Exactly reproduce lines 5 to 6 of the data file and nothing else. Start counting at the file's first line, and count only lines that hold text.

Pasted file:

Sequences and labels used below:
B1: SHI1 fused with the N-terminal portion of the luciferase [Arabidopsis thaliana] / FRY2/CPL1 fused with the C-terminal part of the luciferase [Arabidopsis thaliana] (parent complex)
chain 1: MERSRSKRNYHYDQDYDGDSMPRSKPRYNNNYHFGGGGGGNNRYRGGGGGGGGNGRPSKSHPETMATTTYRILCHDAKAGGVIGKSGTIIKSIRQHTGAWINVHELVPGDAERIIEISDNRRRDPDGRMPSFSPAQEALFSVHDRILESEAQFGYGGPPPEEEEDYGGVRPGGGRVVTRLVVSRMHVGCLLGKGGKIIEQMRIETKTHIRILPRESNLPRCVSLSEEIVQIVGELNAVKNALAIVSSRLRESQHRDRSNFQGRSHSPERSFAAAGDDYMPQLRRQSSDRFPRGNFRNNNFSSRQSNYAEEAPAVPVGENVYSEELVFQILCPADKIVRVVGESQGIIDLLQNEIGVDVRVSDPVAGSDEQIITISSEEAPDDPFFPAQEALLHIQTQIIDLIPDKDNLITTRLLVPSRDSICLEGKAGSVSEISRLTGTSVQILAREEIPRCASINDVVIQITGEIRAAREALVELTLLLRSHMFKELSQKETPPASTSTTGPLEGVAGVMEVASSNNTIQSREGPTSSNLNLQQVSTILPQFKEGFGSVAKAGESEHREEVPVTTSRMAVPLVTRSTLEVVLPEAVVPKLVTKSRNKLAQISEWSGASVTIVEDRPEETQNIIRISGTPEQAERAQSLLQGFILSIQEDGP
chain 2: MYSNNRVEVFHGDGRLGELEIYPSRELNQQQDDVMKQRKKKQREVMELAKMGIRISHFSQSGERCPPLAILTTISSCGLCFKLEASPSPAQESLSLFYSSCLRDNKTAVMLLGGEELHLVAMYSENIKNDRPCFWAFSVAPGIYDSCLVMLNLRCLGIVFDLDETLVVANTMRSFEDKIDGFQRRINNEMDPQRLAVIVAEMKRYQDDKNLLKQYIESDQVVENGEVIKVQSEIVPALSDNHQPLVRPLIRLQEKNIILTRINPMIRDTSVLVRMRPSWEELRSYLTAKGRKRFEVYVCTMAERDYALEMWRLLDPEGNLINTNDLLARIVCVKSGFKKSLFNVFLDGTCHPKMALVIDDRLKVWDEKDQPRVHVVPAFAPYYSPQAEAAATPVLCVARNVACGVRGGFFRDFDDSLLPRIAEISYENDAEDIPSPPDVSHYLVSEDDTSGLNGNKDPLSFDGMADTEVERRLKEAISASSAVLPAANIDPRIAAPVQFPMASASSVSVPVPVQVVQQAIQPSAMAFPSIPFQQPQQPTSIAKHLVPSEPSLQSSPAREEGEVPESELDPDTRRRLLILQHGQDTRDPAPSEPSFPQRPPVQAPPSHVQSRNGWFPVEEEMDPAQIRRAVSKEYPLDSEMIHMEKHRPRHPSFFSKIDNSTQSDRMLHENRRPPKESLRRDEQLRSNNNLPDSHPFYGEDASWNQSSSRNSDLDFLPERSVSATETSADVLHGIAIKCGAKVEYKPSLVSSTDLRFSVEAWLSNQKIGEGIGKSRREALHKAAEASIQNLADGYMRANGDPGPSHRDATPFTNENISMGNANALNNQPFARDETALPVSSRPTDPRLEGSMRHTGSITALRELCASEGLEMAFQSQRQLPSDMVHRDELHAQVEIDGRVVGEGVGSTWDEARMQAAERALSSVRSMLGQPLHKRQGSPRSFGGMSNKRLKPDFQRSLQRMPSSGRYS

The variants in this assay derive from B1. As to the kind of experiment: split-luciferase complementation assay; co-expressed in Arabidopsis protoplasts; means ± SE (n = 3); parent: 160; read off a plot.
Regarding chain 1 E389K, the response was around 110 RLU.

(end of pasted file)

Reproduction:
The variants in this assay derive from B1. As to the kind of experiment: split-luciferase complementation assay; co-expressed in Arabidopsis protoplasts; means ± SE (n = 3); parent: 160; read off a plot.
Regarding chain 1 E389K, the response was around 110 RLU.